Is there any better way to kick off the New Year than observing the newest trends and innovations unveiled at the Consumer Electronics Show (CES)? Organized by The Consumer Technology Association, the annual trade show has established itself as one of the biggest tech events of the year. Brands, manufacturers and companies get the chance to demonstrate the latest products and technologies from IoT and AI to wearables and smart homes. CES is the place for anyone looking to make business happen and to be in the know about the hottest gadgets, devices and technologies of the year across the consumer electronics (CE) sector. One trend that will be making a big splash at CES 2024 is beauty tech.
‘All Together. All ON’ at CES 2024
This year, CES is taking place in Las Vegas from Jan. 9-12. Highlighted exhibitors for CES 2024 include big names such as Google, Hyundai, LG, Mercedes-Benz, Samsung and Sony. The theme for 2024 is ‘All Together. All ON’, and it is meant to underscore the ways technology and innovators around the world can unite to improve lives.
This theme comes on the heels of the Sept. 18 UN conference about the next phase of the Human Security for All (HS4A) campaign. The event, co-hosted by the UN Trust Fund for Human Security, CTA and the World Academy of Art and Science (WAAS), witnessed CTA president and CEO Gary Shapiro communicating the status of technology as a human necessity. Also at the event, the CTA announced that technology would become the eighth pillar of the HS4A campaign.
Of the announcement, Shapiro had to say, “Technology is making our world a better place to live for literally billions of people, and we are only just scratching the surface of what’s possible.” The addition of technology to the HS4A campaign served as the perfect segue into CES 2024, which Shapiro remarked would be a launch point to “showcase the innovations that transform our world – at CES 2024 and beyond.”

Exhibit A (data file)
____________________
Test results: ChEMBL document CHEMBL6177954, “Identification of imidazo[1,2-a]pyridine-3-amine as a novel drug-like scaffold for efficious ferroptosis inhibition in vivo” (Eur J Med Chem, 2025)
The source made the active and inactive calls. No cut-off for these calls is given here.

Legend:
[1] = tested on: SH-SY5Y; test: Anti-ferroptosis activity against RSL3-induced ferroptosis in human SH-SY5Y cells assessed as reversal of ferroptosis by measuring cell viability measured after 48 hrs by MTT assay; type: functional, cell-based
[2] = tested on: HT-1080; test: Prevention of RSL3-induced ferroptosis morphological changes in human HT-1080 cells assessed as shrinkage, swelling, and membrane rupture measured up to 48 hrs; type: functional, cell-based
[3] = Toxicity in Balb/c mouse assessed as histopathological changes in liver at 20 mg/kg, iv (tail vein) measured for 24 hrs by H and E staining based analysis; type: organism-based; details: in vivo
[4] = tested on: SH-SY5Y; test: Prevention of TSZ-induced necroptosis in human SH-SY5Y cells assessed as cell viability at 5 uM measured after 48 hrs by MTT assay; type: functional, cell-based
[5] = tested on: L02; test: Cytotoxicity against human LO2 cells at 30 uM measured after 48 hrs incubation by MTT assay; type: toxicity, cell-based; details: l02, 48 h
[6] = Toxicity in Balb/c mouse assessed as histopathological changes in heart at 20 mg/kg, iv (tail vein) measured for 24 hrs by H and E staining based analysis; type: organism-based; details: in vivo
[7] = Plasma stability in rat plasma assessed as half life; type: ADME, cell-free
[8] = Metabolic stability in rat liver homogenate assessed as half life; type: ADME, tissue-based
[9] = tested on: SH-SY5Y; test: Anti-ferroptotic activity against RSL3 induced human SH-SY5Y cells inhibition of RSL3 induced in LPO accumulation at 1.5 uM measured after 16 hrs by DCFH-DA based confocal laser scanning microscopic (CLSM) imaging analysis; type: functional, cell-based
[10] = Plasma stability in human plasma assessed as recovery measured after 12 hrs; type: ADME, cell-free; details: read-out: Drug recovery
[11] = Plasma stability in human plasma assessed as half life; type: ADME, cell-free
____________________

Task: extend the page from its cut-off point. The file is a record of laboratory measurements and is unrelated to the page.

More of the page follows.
A Year for Bolstering Beauty Tech
In 2024, beauty tech is set to have a notable presence on both the big stage and the show floor. CES 2024 looks to be one for the books as it will be the first time a beauty company is represented among the keynote speakers at the tech trade show.
L’Oréal has long been a staple exhibitor at CES, showcasing innovations that have bridged the gap between the beauty and tech industries for nearly a decade. The company’s consumer technology prototypes exhibited at CES have included the AI-enabled customized skincare device Perso (CES 2020), the automatic hair-coloring device Colorsonic (CES 2022), the 3D eyebrow printer L’Oréal Brow Magic and the computerized makeup applicator HAPTA (CES 2023).
According to a press release from the CTA, Nicolas Hieronimus, CEO of L’Oréal and keynote speaker, will be at CES 2024 highlighting “the role that sustainable, accessible and inclusive beauty tech plays in driving positive impact at an individual and collective level.” Beauty, makeup, and skincare are powerful tools of self-expression that can serve as a confidence and self-esteem booster for anyone who uses them. As evidenced by the UN’s HS4A campaign, technology is another powerful tool that can do good when designed with the right purpose in mind.